401k USAirway common stock fund losers unite!

AgMedallion

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Aug 31, 2002
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U employees always had the option to invest in other stocks. In fact, those other funds existed first. My gripe with U mgt, among many other gripes, is that I'm sure Fidelity didn't come up with the idea of a U stock fund. I'd bet it was instigated by U mgt in an effort to support the value of U stock and thus the value of stock options granted to Wolf and Company. Sure, they'd claim they wanted to give U employees the the chance to invest in their future. But we all know that's fecal matter. If those employees wanted to invest in U, they could open a regular stock account (even an IRA) with any broker and buy it on the open market. It's not like they were getting it at a special price through Fidelity's US Airways stock fund. The ones this really cheated were the customer service folks who had their pensions taken away years ago. All they had were 401Ks. These can be fairly safe over the long term if you buy funds based on the S&P 500 or some other broad based index. But investing your retirement money in an airline stock, even a group of airline stocks, is almost suicidal. Investing in a debt ridden, mismanaged one like US Airways is even worse than that. Thankfully, I have never invested a penny in U's stock, other than what's automatic through the ESOP program, which is basically peanuts. I feel VERY sorry for the customer service folks who not only had their pension stolen, but then were offered a crapshoot of an investment for their 401K money, namely the US Airways stock fund. I'm sure there are some who have lost many thousands of dollars through this brilliant idea of Wolf & Co. I'd be surprised if some kind of class action suit wasn't filed on their behalf, against Fidelity, US Airways, or both. They deserve whatever damages they can collect.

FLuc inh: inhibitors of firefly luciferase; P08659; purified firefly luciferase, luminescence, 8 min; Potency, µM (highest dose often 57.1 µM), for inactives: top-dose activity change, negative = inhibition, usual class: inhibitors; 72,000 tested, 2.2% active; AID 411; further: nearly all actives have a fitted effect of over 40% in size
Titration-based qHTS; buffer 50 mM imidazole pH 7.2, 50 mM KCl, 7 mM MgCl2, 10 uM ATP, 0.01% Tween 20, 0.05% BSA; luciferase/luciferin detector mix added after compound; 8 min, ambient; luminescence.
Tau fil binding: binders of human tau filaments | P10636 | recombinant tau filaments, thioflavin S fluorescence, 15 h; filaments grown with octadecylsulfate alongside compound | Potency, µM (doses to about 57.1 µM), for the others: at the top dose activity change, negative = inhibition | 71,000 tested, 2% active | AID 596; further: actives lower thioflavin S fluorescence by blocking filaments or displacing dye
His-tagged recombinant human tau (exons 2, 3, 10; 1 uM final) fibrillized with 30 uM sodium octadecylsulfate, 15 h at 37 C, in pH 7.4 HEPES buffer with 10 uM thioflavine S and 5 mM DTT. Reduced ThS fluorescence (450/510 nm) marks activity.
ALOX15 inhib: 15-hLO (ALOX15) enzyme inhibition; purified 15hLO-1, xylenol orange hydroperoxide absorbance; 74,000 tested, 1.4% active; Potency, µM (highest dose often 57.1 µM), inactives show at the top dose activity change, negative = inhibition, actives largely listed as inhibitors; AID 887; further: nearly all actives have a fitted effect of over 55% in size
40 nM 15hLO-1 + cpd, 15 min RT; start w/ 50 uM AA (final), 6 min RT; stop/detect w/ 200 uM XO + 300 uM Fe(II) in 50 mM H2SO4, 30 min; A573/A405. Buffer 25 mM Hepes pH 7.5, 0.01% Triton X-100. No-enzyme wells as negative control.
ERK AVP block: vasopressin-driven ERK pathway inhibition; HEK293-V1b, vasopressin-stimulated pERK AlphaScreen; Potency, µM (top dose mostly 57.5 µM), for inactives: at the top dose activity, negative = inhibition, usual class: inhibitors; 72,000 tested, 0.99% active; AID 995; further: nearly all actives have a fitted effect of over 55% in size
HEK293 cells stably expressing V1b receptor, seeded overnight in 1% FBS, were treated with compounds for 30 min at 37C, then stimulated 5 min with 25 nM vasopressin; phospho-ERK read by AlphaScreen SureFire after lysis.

7.5victim

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Aug 20, 2002
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And hadn't US been losing money prior to 9/11? Blaming the bankruptcy COMPLETELY on the after effects of the terror attacks is a flawed strategy...
 

simfixer

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Aug 19, 2002